The Boston Globe's Nick Cafardo was spitballing a possible trade for Jeff Samardzija to the Boston Red Sox this morning in his Sunday notes column ("Alex Rodriguez's future more uncertain than ever" (Nov. 9, 2014)), talking up Boston shortstop prospect Deven Marrero, who ended the year at Triple-A, and a mystery pitching prospect in exchange for Jeff Samardzija.
Marrero is Boston's first round selection of the 2012 Draft (24th overall) out of Arizona State and was Boston's 2014 Minor League Defensive Player of the Year. Here's why:
Baseball America ranked Marrero #9 in their 2015 Boston prospect list, and Marc Normandin at Over the Monster added:
Marrero was awful offensively at Triple-A Pawtucket, but you knew that was going to happen: he didn't figure out Double-A until his first full season at the level, and his glove has been pushing him through the system before his bat is ready for promotion for some time now.
Marrero's bat is certainly cause for concern (statistics courtesy Baseball Reference):
We won't see too many home runs from Marrero, but offensive hiccups upon a player's first experience at a higher level are not uncommon.
Why go after Marrero?
In a period where the shortstop free agent options are limited and expensive, a competition in 2015 spring training amongst minimum salary shortstops Marrero, Andy Parrino, and Tyler Ladendorf might be just what the A's need to extend the competition window as arbitration-eligible players continue to pressure the Oakland payroll. To briefly sketch out the primary alternatives, which will be covered thoroughly later, and the arguments against:
- a short term incentive-laden deal with Stephen Drew offers all the risk of a prospect without the benefit of long term cost control,
- a medium-term deal for Asdrubal Cabrera (at an estimated 3 yrs/$27M according to mlbtraderumors.com) provides a shortstop that is not great defensively and no salary relief,
- a long-term deal for Hanley Ramirez (at an estimated 6 yrs/$132M according to mlbtraderumors.com) is really not something the A's can afford to do,
- and a trade for a veteran like Erick Aybar (at 2 yrs/$17M) provides no salary relief, the A's are giving up someone valuable to get him, and the team will soon have another middle infield crisis once that deal expires.
Instead, why not move Jeff Samardzija and his estimated $9.5 million arbitration salary (per mlbtraderumors.com) to take a risk on an inexpensive shortstop with high upside, pick up another prospect, and take a chance on a 2014-15 free agent market flooded with starting pitchers? The A's will have effectively traded a very high upside shortstop perhaps ready for 2016 (Addison Russell) for four months of Jeff Samardzija that got the A's to the 2014 postseason plus a high upside shortstop perhaps ready for 2015 (Marrero).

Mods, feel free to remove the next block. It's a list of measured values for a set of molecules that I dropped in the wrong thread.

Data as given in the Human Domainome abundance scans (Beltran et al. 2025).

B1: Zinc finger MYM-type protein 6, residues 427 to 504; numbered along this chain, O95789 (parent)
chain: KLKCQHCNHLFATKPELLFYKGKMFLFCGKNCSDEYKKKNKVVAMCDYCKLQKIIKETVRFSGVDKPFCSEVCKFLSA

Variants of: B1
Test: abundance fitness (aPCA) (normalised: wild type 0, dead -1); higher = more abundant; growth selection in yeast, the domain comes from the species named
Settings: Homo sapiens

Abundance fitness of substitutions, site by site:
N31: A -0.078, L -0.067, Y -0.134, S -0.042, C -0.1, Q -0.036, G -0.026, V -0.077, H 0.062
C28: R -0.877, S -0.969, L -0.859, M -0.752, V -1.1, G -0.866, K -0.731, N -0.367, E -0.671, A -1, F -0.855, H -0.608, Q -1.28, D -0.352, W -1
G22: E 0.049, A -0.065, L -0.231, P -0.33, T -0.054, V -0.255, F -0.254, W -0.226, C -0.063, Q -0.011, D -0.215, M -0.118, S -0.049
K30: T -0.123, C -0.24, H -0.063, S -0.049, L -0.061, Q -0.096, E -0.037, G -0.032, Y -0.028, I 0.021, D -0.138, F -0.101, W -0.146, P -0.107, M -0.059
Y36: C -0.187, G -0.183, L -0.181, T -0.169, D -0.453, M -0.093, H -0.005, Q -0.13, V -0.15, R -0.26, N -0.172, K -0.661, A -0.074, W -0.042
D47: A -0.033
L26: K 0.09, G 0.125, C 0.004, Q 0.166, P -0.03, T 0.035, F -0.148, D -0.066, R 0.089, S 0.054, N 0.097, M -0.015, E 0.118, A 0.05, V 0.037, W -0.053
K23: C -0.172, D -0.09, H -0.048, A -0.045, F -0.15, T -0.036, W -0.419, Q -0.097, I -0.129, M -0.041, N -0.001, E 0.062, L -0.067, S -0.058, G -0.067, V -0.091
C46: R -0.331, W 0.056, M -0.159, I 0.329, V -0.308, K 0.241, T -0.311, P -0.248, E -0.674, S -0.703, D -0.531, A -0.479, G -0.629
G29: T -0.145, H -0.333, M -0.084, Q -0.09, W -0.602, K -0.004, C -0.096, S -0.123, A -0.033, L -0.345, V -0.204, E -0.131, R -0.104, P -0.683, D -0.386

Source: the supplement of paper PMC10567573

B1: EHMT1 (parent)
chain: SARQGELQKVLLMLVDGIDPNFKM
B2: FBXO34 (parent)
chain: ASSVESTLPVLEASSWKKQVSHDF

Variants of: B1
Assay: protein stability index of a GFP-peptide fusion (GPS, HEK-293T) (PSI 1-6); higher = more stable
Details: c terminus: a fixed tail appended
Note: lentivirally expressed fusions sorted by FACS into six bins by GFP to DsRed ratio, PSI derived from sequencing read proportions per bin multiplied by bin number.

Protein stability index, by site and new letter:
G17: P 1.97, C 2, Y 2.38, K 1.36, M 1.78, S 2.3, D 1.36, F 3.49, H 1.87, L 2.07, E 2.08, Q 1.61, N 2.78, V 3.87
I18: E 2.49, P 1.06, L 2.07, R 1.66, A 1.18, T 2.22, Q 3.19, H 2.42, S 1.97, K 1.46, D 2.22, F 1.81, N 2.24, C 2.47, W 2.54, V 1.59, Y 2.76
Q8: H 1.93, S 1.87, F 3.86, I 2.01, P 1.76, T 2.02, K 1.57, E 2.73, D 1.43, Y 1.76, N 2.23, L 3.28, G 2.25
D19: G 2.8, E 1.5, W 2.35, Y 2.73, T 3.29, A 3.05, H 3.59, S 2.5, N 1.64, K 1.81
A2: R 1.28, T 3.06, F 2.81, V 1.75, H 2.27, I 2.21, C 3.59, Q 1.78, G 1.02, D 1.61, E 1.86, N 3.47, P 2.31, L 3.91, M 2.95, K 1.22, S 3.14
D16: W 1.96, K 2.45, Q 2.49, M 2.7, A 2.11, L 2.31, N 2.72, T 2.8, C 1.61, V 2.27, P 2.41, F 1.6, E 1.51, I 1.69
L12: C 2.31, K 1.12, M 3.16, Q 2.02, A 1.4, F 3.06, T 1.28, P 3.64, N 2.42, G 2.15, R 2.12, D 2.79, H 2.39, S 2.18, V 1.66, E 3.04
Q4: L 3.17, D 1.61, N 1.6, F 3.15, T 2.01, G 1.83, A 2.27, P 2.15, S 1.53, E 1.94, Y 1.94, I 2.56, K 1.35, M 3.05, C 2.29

What about blocking A's shortstop prospect Daniel Robertson? Well there are questions about whether Robertson has the defensive tools to be able to stick at shortstop, with a future move to second base is a possibility. Marrero could allow the A's to move Robertson and his bat over to second base in the future, optimistically in mid-2016 during his age-22 season.
As for second base now? Wouldn't it be nice to take that Jeff Samardzija money and turn it into signing Asdrubal Cabrera for three years at second base while Robertson matriculates through Midland and Nashville?
The counter-argument is that Marrero (or Ladendorf or Parrino) are big risks in the lineup if the A's do intend to contend in 2015. Plus, giving up Samardzija means giving up the compensation draft pick associated with the qualifying offer even the A's would surely offer him. Oh, and don't forget that the Shark is still an excellent pitcher, and that's valuable for getting to the postseason too.
Just to be clear, any deal involving Jeff Samardzija is probably going to involve a number of players beyond Marrero, including perhaps a Top 100 prospect or two. Today I just wanted to concentrate on considering the shortstop issue. Can Marrero be the risky answer for shortstop at 2015, with the hope he becomes the shortstop for 2015-2020? Or would you rather take a risk on someone like Stephen Drew, or spend money on someone like Asdrubal Cabrera at the expense of spending money elsewhere?
Plenty to ponder, but figuring out exactly what Jeff Samardzija is worth in terms of prospects I will leave as an exercise for the comments.